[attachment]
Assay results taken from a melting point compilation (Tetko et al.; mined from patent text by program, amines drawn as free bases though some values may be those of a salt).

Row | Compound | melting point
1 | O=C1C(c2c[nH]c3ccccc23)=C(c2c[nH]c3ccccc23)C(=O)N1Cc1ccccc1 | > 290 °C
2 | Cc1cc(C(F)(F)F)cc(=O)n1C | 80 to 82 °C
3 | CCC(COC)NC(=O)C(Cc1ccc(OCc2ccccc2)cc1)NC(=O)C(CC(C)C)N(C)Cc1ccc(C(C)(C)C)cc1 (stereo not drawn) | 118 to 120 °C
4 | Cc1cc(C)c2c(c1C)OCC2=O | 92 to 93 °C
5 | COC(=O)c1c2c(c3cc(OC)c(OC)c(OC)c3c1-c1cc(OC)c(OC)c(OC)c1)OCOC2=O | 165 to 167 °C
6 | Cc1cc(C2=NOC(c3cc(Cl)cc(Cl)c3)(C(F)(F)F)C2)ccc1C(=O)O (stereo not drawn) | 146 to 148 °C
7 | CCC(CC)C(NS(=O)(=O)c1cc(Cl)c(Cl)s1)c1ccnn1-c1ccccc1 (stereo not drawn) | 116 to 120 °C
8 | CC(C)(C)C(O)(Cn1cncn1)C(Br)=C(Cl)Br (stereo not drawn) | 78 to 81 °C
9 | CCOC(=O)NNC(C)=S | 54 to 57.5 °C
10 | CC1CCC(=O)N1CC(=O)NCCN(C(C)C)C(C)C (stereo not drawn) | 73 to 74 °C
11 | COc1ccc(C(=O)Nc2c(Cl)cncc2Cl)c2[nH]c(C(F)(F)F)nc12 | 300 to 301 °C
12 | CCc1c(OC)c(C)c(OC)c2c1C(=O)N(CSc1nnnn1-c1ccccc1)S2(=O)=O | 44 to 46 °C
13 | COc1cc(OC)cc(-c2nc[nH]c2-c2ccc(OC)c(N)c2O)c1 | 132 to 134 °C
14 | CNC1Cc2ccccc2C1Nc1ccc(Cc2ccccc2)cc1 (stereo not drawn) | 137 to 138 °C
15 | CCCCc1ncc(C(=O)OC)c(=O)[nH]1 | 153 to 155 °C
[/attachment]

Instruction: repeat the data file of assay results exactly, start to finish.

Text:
Assay results taken from a melting point compilation (Tetko et al.; mined from patent text by program, amines drawn as free bases though some values may be those of a salt).

Row | Compound | melting point
1 | O=C1C(c2c[nH]c3ccccc23)=C(c2c[nH]c3ccccc23)C(=O)N1Cc1ccccc1 | > 290 °C
2 | Cc1cc(C(F)(F)F)cc(=O)n1C | 80 to 82 °C
3 | CCC(COC)NC(=O)C(Cc1ccc(OCc2ccccc2)cc1)NC(=O)C(CC(C)C)N(C)Cc1ccc(C(C)(C)C)cc1 (stereo not drawn) | 118 to 120 °C
4 | Cc1cc(C)c2c(c1C)OCC2=O | 92 to 93 °C
5 | COC(=O)c1c2c(c3cc(OC)c(OC)c(OC)c3c1-c1cc(OC)c(OC)c(OC)c1)OCOC2=O | 165 to 167 °C
6 | Cc1cc(C2=NOC(c3cc(Cl)cc(Cl)c3)(C(F)(F)F)C2)ccc1C(=O)O (stereo not drawn) | 146 to 148 °C
7 | CCC(CC)C(NS(=O)(=O)c1cc(Cl)c(Cl)s1)c1ccnn1-c1ccccc1 (stereo not drawn) | 116 to 120 °C
8 | CC(C)(C)C(O)(Cn1cncn1)C(Br)=C(Cl)Br (stereo not drawn) | 78 to 81 °C
9 | CCOC(=O)NNC(C)=S | 54 to 57.5 °C
10 | CC1CCC(=O)N1CC(=O)NCCN(C(C)C)C(C)C (stereo not drawn) | 73 to 74 °C
11 | COc1ccc(C(=O)Nc2c(Cl)cncc2Cl)c2[nH]c(C(F)(F)F)nc12 | 300 to 301 °C
12 | CCc1c(OC)c(C)c(OC)c2c1C(=O)N(CSc1nnnn1-c1ccccc1)S2(=O)=O | 44 to 46 °C
13 | COc1cc(OC)cc(-c2nc[nH]c2-c2ccc(OC)c(N)c2O)c1 | 132 to 134 °C
14 | CNC1Cc2ccccc2C1Nc1ccc(Cc2ccccc2)cc1 (stereo not drawn) | 137 to 138 °C
15 | CCCCc1ncc(C(=O)OC)c(=O)[nH]1 | 153 to 155 °C